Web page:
September brought me back to Colorado for Erik and Amanda’s wedding. Although I’m not much one for weddings, Erik managed to squeeze a lot of fun into the weekend, in addition to the lovely ceremony. I’m privileged to have been a part.

This fall I upped my concert photography game, taking concert photos for The Cut Magazine and The Tartan Newspaper (both CMU student publications). I’ll miss Pittsburgh’s amazing access to live music.

Metric at Thrival in September

Lucius at Mr. Smalls in October

Somewhere along the way I’ve fallen in love with transit and transportation. This summer I published a project on Pittsburgh’s bus’s that picked up some local press coverage (including Pittsburgh’s mayor). In October, I found out that I had my first academic paper accepted for publication in the Transportation Research Record (TRR Paper …).

And, somewhere along the way I fell in love with Pittsburgh. The city is gritty and burgeons with character. Old, diverse, up-and-coming, and fun, Pittsburgh is a real treat of a city. My suggestion for the future: let’s round off Colorado at an even fifty 14ers, and move the extras next to Pittsburgh.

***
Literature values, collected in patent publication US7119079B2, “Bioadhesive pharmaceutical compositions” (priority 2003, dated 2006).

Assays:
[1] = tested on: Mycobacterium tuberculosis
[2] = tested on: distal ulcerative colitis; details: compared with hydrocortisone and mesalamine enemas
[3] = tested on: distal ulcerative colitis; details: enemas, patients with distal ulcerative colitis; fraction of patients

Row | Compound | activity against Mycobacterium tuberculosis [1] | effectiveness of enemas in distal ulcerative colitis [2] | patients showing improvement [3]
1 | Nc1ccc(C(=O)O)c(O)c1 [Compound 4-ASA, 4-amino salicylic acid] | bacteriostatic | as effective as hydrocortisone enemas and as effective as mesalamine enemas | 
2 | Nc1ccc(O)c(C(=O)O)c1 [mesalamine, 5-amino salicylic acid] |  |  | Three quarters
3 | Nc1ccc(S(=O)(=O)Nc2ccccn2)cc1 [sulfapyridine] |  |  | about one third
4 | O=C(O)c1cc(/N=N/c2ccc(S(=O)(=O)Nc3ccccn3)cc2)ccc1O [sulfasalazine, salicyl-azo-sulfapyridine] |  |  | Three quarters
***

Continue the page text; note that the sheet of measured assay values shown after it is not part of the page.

I enjoyed sharing Pittsburgh with my parents in May, and my siblings, Rachel, Andrew, Grace, and Judah this fall.

My dad, at the National Aviary

Judah, Jenny, and Grace on the Rachel Carson Bridge

Judah, Jenny, and Grace on the Rachel Carson Bridge

I’m not sure I fell in love with Pennsylvania in the same way that I fell in love with Pittsburgh, but I did enjoy poking around in its hills a bit.

In December, I wrapped up my time at Carnegie Mellon University, having learned the skills I had set out to acquire, broadened my mind and worldview, and having made a host of wonderful friends.

Students walk across the Randy Pauch Bridge on the CMU campus

Anne, Abram, Sagar, Jon and Ken surprised me for graduation, appearing in my local bar and leaving me (to this day) entirely flabbergasted.

This fall I interviewed for a bunch of jobs I didn’t want, before finally interviewing for one I did actually want. As luck would have it, they liked me as much as I liked them. I’ll be starting as a transportation data scientist with High Street in May.

Once again, 2016 was book-ended by soul-searching and snow-playing with friends in the Montana backcountry.



The past two weeks have been a whirlwind tour of PA, WY, CO, AZ, MT, CO, VA and DC. I’m currently packing my bags in preparation for departing to France for ten weeks of furiously skiing uphill wearing spandex.

I’ve included here only a thin sliver of the friends and experiences that enriched my life in 2016. I’m grateful for the privilege of grad school and all my friends and peers who I made and miss already.

About Mark Egge

Two truths and a lie: Mark Egge is an outdoor enthusiast, opera singer, and a data science student at Carnegie Mellon University. He lives in Pittsburgh, Pennsylvania.